which the whig party was organized this fall. The
candidate of the whig party was a good one, and
had he been brought before the people at an earlier
day, by a convention of delegates from the several
counties of the State, and a proper effort made to
get out the voters, the roeult would have been, in
our opinion, a very different one. Capt, KA RNP
is a gentleman, well qualified to fill the office of
Canal Commissioner. He has made the rates of
tolls upon our canals and railroads his study, and
entertains most liberal and enlightened views on
the subject of trade and travel upon our improve
ments generally. We hope ho may again be
brought before the people in such a way as will
insure his triumphant success.
In connection with this subject, we would ree
-1 pectfully suggest the propriety of having a Whig
State Convention, on the 4th of March next, for
the purpose of nominating a candidate for Canal
' Commissioner, arid adopting measures to have the
party thoroughly organized throughout the Slate.
Pioneer Packet Boat Lino.
This company, we are pleased to observe, are
now doing a fine business in the way of carrying
passengers, the packets being daily well filled. We
are glad of this for several reasons; and among the
most prominent is that it will have a tendency to
induce this enterprising company to continue the
running of their boats next season. There is no
mode of conveyance more pleasant than these ad
mirably conducted packet hoots. The captains ar e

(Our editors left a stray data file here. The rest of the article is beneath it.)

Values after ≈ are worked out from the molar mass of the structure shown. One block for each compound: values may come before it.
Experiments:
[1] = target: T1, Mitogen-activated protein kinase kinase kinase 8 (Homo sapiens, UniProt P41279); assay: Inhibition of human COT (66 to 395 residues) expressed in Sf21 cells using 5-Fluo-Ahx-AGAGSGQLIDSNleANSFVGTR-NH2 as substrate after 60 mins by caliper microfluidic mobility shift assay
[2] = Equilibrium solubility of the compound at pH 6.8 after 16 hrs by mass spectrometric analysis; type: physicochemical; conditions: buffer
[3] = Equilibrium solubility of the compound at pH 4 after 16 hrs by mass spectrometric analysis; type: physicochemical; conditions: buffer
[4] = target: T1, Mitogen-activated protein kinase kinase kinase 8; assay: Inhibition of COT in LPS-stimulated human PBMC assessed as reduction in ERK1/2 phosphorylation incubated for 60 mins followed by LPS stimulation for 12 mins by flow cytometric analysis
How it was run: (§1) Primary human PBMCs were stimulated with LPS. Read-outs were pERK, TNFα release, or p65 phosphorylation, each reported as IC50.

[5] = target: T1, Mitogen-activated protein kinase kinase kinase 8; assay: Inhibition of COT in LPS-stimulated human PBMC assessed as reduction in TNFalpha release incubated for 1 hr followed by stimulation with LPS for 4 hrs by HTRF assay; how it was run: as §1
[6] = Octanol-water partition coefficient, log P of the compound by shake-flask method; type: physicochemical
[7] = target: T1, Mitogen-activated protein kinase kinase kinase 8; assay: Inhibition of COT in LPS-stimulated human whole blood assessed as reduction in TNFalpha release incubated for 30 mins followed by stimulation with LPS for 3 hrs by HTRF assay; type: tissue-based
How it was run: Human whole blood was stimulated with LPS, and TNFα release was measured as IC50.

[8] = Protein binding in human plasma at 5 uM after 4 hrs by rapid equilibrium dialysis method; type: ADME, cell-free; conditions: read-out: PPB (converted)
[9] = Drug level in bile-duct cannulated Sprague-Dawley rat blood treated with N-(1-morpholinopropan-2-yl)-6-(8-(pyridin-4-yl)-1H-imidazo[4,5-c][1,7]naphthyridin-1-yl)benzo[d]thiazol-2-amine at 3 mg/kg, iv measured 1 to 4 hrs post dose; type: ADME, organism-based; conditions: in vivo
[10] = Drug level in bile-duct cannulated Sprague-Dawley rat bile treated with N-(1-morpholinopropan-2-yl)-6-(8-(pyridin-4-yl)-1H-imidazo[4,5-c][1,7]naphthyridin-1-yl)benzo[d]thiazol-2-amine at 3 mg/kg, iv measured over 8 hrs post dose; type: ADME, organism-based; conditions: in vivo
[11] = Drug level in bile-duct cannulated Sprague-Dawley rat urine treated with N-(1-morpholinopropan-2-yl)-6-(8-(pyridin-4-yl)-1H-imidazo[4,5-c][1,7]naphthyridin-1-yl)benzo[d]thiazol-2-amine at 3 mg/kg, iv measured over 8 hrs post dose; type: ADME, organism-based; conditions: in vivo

all gentlemanly and obliging men, and do every,
thing in their power to render their passenger,
coxfortable. Their fare is not surpassed by any
of the first class hotels in the country,—being the
very best the market will afford. We can conceive
of no more pleasant trip in fine weather, than a
ride horn Harrisburg to Hollidaysburg, in ono of
the Pioneer packet boats.
clO- The " Pentisytvanie Inquirer" ia one of the
beet Family ppere printed in Philadelphia.
What is Wrong?
The last Globe denies that the election of Gwin
and Patterson is anything dee than a Loeofoco tri
umph, and the editor gives it as his deliberate
opinion that the county of Huntingdon is soundly
LOCOFOCO from " PRINCIPLE." We are
informed that our friends of the Standard issued
an extra, which on account of our absence from
home we did not see, claiming the election of these
gentlemen se a division triumph exclusively, it not
being, say they, a contest between the two parties.
There appears to be something wrong in this mat
ter. Is the lower end man about to deceit his di.
vision friends in the upper end who elected him ?
or has there been a mutual understanding among
the Locofocos of both ends of the county, to cheat
the division Whigs out of their votes? Previous to
the election, these two Locofoco preemie appeared
to understand each other perfectly—the inane ar
guments were used in tho column. of both, and
they appeared to vie with each other in their abuse
of Henry Brewster and the gentleman of their own
party, A. Patterson, Esq., who was running as an
Anti-bivision candidate. But now, that the elec
tion is over and their scheme to defraud the people
has succeeded, they pretend to understand the mat
ter quite differently. A purely Locofoco triumph
in one end of the County, and in the other an ex